said pad having pairs of opposing side and end edges and including a central portion extending from end to end of said diaper, said central portion being of substantially greater thickness than flanking outer portions, and wherein said flanking outer portions are thin and of appreciable width,

an envelope of wet strength, creped tissue enclosing said pad, said tissue having a strength in one direction greater than its strength in a direction transverse to said one direction and being arranged relative to said pad such that the line of strength of the tissue extends transversely of the end edges of the pad; and,

at least one reinforcing strip of wet strength, creped tissue generally transversely of the side edges of the pad adjacent each of the end edges thereof to define a reinforcing band capable of encircling a diaper wearers Waist,

said band being effective to increase the strength of the diaper adjacent its end edges,

said strip having a width measured longitudinally of the pad substantially less than the length of the pad, and,

the fibers in said end area being interconnected so as to maintain said strips in a predetermined position relative to said pad.

2. A diaper in accordance with claim 1, wherein said pad is formed of alternate and parallel batts of wood pulp fluff and first channel defining means and an underlying plurality of alternate and parallel first laths of wood pulp fluff and second channel defining means in registration with the first channel defining means.

3. The diaper of claim 1 wherein fibers of the said transversely arranged strips are interconnected with the fibers of said pad by embossing so as to provide a high strength area adjacent the ends of the pad adapted to receive and hold fastening means such as a safety pin.

4. The diaper of claim 1 wherein the edges of said envelope adjacent each of the said end edges of said pad are provided with short cut-lines extending transversely of the end edges to facilitate the separation of the diaper into segments for disposal.

5. A diaper comprising:

a generally rectangular pad formed of an absorbent wood pulp,

said pad having pairs of opposing side and end edges;

an envelope formed of wet strength, creped tissue enclosing said pad,

said tissue having a strength in one direction greater than its strength in a direction transverse to said one direction and being arranged relative to said pad so that the line of strength of the tissue extends transversely of the end edges of the pad; and,

the portions of said enclosed pad located adjacent each of the side edges thereof being folded inwardly and then back upon themselves to form pleats each having two folds,

said pleats being substantially narrower in width than the pad and being spaced apart to provide a relatively large absorptive area in the central portion of the pad intermediate the pleats, a fold of each of the pleats being secured to the unpleated portion of the pad,

the portions of the pad folded to form the pleats being of lesser thickness than the central unfolded portion of the pad, said pleats being adapted to provide edge seals in the area in which the diaper surrounds the diaper wearers legs.

6. A diaper in accordance with claim 5 wherein at least one reinforcing strip of wet strength creped tissue is disposed within the envelope generally transversely of the side edges of the pad adjacent each of the end edges thereof to define a reinforcing band capable of encircling a diaper wearers waist.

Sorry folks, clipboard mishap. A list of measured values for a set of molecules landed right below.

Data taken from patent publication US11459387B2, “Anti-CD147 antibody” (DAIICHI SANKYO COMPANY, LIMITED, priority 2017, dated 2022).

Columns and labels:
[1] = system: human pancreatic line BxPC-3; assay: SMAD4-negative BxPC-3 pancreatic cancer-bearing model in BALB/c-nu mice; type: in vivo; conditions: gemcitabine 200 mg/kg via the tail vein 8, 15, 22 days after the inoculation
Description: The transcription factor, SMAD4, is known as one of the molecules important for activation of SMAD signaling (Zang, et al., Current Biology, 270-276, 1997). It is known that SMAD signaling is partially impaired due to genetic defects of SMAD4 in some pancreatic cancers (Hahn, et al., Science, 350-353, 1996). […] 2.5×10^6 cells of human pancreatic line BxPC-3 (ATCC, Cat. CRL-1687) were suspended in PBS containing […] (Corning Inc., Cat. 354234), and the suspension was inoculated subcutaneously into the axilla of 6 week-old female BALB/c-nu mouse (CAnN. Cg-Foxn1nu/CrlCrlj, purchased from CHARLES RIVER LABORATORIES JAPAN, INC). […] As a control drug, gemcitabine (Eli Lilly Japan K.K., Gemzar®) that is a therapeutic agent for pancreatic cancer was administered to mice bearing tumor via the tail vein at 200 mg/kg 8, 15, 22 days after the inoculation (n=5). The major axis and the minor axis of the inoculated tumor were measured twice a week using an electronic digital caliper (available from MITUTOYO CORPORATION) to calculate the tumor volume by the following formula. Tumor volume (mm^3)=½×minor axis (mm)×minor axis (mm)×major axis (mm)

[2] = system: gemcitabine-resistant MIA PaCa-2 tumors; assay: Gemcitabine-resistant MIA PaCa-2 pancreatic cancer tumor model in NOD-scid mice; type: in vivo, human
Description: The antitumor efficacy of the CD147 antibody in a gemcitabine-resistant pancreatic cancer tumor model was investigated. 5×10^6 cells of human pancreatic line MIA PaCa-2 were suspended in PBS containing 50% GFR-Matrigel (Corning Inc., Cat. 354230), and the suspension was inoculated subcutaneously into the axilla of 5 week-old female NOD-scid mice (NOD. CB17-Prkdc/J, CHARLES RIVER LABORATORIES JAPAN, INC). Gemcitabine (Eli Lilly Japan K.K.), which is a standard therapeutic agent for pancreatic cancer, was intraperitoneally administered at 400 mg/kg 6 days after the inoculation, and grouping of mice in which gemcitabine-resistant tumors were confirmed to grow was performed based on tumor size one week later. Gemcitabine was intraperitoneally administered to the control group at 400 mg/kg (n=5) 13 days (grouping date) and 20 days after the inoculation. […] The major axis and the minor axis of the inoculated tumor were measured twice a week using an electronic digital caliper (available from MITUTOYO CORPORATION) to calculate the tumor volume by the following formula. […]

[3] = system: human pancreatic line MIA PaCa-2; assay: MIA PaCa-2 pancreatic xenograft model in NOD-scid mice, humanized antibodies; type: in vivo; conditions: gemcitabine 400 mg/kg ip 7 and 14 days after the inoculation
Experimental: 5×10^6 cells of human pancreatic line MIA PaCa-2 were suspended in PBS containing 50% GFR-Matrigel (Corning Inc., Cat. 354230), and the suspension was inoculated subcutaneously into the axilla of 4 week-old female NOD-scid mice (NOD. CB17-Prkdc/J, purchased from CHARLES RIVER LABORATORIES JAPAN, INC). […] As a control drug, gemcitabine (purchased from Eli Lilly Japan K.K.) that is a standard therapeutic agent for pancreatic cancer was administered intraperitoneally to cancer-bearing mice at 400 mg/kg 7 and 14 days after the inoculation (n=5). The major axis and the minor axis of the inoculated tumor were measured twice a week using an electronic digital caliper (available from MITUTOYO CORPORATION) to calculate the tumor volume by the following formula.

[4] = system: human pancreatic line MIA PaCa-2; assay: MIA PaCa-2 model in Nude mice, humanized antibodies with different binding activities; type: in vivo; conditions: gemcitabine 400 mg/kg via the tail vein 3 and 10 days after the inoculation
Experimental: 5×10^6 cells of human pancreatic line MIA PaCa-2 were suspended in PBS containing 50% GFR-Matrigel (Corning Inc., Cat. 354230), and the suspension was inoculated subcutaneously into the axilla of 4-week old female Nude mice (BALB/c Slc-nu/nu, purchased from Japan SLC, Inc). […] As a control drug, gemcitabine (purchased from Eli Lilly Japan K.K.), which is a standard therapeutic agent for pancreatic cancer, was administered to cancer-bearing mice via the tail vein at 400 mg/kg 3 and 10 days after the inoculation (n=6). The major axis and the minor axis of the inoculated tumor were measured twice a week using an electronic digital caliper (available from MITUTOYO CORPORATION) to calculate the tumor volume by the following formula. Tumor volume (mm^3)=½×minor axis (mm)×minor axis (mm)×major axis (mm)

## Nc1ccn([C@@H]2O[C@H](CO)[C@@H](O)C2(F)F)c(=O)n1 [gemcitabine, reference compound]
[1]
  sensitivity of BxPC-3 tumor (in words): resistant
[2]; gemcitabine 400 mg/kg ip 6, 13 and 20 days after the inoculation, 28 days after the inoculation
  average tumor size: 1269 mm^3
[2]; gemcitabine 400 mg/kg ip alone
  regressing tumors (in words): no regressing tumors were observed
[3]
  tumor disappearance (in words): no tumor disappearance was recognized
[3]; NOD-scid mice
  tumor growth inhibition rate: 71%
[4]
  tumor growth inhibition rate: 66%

'7. A diaper in accordance with claim 5 wherein said pad is formed of alternate and parallel batts of wood pulp fluff and first channel defining means and an underlying plurality of alternate and parallel first laths of References Cited by the Examiner FOREIGN PATENTS 2,788,003 4/57 Morin 128284 Dexter l28-284 Lomberg-Holrn 128284 Hansen 128-284 Goldstone 1S6--209 Harmon 156-209 Gobbo et a1. 128287 RICHARD A. GAUDET, Primary Examiner. 1O JORDAN FRANKLIN, Examiner.

Patent Citations
Cited PatentFiling datePublication dateApplicantTitle
US2788003 *Jun 6, 1955Apr 9, 1957Chicopee Mfg CorpDisposable absorbent pad
US2829647 *Jul 26, 1954Apr 8, 1958Fred F DexterInfant's diaper
US2890700 *Feb 18, 1954Jun 16, 1959Ethel C Lonberg-HolmDisposable diaper
US2916037 *Nov 19, 1956Dec 8, 1959George C HansenDisposable diaper
US2964441 *Aug 23, 1954Dec 13, 1960Allen IndMethod of making a fabric
US3043733 *Dec 5, 1957Jul 10, 1962Chicopee Mfg CorpMethod of manufacturing an insulating interlining fabric
US3065751 *May 27, 1959Nov 27, 1962Chicopee Mfg CorpDisposable diaper
Referenced by
Citing PatentFiling datePublication dateApplicantTitle
US3295526 *Oct 21, 1964Jan 3, 1967Lois E SabeeDisposable diapers and the like
US3315676 *Sep 16, 1963Apr 25, 1967Cooper AbrahamDisposable diaper
US3356092 *Nov 20, 1964Dec 5, 1967Joa Curt GMulti-ply pads or pad fillers
US3402715 *May 9, 1966Sep 24, 1968Johnson & JohnsonDiaper
US3426756 *Jun 16, 1965Feb 11, 1969Johnson & JohnsonDisposable diaper
US3430629 *Oct 11, 1965Mar 4, 1969Int Paper CanadaDisposable diaper
US3510587 *Mar 8, 1966May 5, 1970Colgate Palmolive CoDisposable diaper
US3547930 *Jun 2, 1967Dec 15, 1970Mo Och Domsjoe AbDisposable sheet diaper and process for making the same
US3561446 *Oct 20, 1969Feb 9, 1971Jones Sr John LPleated diaper
US3592194 *Mar 5, 1969Jul 13, 1971Procter & GambleDiaper having improved wicking and dryness
US3603314 *Sep 11, 1964Sep 7, 1971Molniycke AktiebolagDiaper
US3629039 *Nov 18, 1968Dec 21, 1971Kimberly Clark CoMethod for forming disposable diapers
US3658064 *Jan 21, 1971Apr 25, 1972Scott Paper CoDisposable diapers and supporting garment therefor
US3766922 *Aug 2, 1971Oct 23, 1973Scott Paper CoThrow-away boy and girl diapers